Continuing east from Friday’s, the riders had to make the steep ascent of Kingsbury Grade over Daggett Pass and down into the Carson Valley. The route is now mostly on private property and Forest Service land but it somewhat follows the route of the modern paved Kingsbury Grade highway. At the bottom of the grade was the next relay station known as Van Sickle’s Station near the eastern foot of the grade. This station has been partially restored and will be the subject of a future article.
A beautiful bronze statue in front of Harrah’s Lake Tahoe in State Line Nevada commemorates Friday’s Station. The larger-than-life representation of a Pony Express rider was commissioned by Harrah’s Club owner Bill Harrah. The statue was designed by Dr. Avard Fairbanks and cast in bronze in Italy. Similar statues by Dr Fairbanks can be seen near Salt Lake City, Utah and Casper, Wyoming. All along the route of the Pony Express, hundreds of historical markers and statues have been constructed.
Much has been written about the Pony Express and the place it has occupied in the History of the American West. Many of the stories written about the Pony Express were romanticized fictional accounts. One true story about the Pony Express that is well documented is the exciting adventures of of Pony Bob Haslam.
Born in England in 1840, Robert Haslam came to the United States as a teenager. At age 20, he was hired by Russell, Majors and Waddell, founders of the Pony Express, to help build the Pony Express stations through Nevada. April 3, 1860 was the official beginning of service for the Pony Express with riders leaving eastbound from San Francisco and westbound from St. Joseph Missouri. Robert Haslam, later to be called “Pony Bob” was assigned to the run from Friday’s Station (State Line Nevada) to Buckland’s Station near present Fort Churchill 75 miles east.
1860 was a historically important year in the History of Nevada. At that time, what we now know as western Nevada was part of the western Utah Territory. This region was loosely called Washoe due to the Washoe Indians who had inhabited the area for centuries. Following the discovery of silver in the Gold Canyon and Virginia City area in 1859, the “Rush to Washoe” was in full swing by the spring of 1860. At the same time, on April 3, 1860, the Pony Express started operation through this region. Then, in May of 1860, the Pyramid Lake Indian War started when Williams Station east of Bucklands Station was attacked by the Paiute Indians.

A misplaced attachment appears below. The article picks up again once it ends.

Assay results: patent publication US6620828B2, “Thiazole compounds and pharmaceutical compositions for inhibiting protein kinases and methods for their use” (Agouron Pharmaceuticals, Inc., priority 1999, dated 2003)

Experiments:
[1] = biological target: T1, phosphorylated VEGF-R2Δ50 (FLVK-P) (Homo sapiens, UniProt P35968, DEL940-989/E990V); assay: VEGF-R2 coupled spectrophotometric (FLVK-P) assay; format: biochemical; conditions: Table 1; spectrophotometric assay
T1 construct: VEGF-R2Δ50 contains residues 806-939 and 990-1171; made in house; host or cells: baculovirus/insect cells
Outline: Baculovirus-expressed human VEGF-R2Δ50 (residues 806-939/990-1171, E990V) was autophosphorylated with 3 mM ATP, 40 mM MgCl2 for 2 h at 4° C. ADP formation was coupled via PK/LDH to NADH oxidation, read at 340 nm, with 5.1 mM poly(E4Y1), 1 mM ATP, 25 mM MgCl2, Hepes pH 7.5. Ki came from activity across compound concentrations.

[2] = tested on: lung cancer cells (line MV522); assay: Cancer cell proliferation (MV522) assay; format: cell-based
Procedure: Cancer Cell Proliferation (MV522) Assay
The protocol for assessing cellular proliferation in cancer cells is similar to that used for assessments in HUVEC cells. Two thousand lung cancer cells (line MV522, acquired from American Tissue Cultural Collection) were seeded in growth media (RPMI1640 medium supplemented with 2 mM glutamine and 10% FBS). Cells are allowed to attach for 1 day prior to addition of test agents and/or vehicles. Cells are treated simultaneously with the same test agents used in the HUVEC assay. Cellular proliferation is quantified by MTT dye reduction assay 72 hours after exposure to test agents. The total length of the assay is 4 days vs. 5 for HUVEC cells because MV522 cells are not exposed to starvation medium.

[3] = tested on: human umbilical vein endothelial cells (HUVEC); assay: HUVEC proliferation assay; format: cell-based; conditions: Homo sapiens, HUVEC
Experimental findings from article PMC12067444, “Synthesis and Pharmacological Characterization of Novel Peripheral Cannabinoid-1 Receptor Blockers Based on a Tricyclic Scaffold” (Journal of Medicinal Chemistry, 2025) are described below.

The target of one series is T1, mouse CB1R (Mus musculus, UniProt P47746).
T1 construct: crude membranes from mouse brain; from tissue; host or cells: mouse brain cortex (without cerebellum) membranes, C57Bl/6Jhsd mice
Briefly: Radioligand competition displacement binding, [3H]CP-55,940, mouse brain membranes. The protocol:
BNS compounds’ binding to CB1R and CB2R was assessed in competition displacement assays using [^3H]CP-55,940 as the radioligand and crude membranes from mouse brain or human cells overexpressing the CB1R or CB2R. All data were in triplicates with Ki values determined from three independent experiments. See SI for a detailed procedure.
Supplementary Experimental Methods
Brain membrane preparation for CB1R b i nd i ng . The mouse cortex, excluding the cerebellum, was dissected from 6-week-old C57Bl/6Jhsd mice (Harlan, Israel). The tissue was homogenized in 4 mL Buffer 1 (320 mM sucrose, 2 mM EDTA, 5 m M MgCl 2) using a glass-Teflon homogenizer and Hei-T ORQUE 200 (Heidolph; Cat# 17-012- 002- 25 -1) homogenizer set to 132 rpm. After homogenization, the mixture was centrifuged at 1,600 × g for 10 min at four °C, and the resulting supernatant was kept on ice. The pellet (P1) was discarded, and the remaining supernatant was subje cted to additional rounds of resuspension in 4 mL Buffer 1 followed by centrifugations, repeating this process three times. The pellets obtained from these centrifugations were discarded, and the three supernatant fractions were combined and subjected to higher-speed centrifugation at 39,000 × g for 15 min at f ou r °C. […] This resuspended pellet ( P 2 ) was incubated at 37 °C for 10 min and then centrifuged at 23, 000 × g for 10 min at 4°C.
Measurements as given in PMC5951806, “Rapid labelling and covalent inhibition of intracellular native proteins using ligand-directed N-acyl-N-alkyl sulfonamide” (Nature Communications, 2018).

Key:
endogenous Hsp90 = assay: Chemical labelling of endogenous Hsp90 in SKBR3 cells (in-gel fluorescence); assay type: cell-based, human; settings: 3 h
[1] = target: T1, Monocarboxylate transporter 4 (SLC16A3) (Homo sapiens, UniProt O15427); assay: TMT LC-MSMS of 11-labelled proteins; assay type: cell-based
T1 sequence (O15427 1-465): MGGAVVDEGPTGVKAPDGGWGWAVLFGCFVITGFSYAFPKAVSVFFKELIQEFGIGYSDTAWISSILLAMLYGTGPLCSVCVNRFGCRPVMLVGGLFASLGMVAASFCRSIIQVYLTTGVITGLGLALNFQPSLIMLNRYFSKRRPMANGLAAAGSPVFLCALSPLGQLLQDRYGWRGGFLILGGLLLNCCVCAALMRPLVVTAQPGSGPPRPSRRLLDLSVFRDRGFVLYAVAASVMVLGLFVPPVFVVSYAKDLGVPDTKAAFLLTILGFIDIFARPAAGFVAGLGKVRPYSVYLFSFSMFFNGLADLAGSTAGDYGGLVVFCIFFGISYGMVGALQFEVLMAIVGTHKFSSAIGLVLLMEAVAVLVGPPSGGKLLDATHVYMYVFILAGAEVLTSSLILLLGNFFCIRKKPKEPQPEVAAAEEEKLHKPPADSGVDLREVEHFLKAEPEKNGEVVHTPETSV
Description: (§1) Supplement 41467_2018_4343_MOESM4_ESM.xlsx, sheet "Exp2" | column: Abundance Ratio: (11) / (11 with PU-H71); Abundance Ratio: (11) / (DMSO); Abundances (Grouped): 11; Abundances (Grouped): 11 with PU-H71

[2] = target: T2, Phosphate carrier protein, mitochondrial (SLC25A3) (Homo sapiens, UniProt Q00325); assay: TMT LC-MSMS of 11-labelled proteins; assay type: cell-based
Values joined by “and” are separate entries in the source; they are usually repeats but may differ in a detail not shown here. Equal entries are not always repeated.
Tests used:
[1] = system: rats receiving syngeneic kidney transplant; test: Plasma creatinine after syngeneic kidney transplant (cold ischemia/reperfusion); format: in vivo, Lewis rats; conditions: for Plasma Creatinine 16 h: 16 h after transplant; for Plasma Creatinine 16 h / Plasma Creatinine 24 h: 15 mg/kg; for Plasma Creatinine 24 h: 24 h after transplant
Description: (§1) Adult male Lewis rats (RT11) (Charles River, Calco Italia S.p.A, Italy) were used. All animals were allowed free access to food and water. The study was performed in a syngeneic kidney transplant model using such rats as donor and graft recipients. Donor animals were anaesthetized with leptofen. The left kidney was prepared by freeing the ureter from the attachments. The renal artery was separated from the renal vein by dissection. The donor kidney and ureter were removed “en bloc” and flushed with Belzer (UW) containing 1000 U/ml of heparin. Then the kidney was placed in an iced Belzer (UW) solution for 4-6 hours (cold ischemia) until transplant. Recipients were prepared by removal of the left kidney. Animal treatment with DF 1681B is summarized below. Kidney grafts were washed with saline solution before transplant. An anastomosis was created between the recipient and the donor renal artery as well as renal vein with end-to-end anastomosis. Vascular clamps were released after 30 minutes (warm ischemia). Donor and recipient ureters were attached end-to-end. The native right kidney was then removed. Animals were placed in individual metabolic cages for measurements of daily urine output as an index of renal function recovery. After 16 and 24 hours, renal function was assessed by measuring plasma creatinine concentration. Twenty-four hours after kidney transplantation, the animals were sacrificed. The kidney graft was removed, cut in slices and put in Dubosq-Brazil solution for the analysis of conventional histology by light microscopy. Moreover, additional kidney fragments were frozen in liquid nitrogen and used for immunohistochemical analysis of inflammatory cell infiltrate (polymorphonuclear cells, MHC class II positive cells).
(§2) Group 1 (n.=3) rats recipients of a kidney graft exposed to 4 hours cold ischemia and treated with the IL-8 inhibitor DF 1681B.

Robert Haslam began his assigned run from Friday’s Station to Buckland’s beginning with the very first cross country run of the Pony Express. On May 10, 1860, he received the east bound mail at Friday’s Station and headed east through stations at Carson City, Dayton and Miller’s before reaching Buckland’s. When he reached Buckland’s Station, he found the relief rider was so badly frightened over the threat of Indian attacks that he refused to take the mail. Haslam agreed to take the mail all the way to Smith Creek for a total distance of 190 miles without a rest.
After resting for nine hours, Haslam took the mochila filled with westbound mail and retraced his route back to Bucklands. Along the way he found that Indians had raided the Cold Springs Station killing the station keeper and running off all the stock. Without changing mounts, he continued on to Buckland’s. The trip was a total of 380 miles, making it the longest trip in the history of the Pony Express.
Not only did Pony Bob Haslam complete the longest ride in history, but he also participated in completing the fastest trip ever made by the Pony Express. People in the American West were so far removed from the seat of government in Washington D.C., they were eager to receive news of a political nature as quickly as possible. In March 1861, Abraham Lincoln delivered his Inaugural Address. Whether people in Nevada and California supported the Union or the Confederacy depended largely on the policies set forth in Lincoln’s address.
Pony Bob Haslam was the rider who delivered the news of Lincoln’s election and he was the rider who delivered the the inaugural address to Fort Churchill where it was telegraphed to Sacramento and San Francisco over a little known newly installed telegraph line called “Fred Bees Grapevine.” This was on November 14, 1860, just seven days after the news left the east.
After the Pony Express ceased operations in November 1861, Pony Bob went to work for Wells Fargo & Company as an express rider on the route between Virginia City and Friday’s Station for more than a year. When the Central Pacific Railroad reached Reno, he made the run from from Virginia City to Reno for about six months. He routinely made the twenty three mile run in just short of one hour. After telegraph lines were completed connecting these cities, Haslam was transferred to Idaho where he continued working on a route between Queens River and Owyhee River.
Pony Bob saw and experienced many tragedies during his career as a Pony Express rider. He had suffered being wounded by Indians and while in Idaho, his route passed by a place where ninety Chinamen had been massacred by Modoc Indians. Their corpses were still on the ground. Bob Haslam resigned and retired from express riding the Idaho Route. Sye Macaulas took over the route and was killed by Indians the first time he covered the route.
Eventually, Bob Haslam left the west and became close friends with Buffalo Bill Cody, who had also been a Pony Express rider. Haslam settled in Chicago where he was associated with the management of the Congress Hotel Association. Pony Bob Haslam died at the age of 72 in Chicago in February 1912.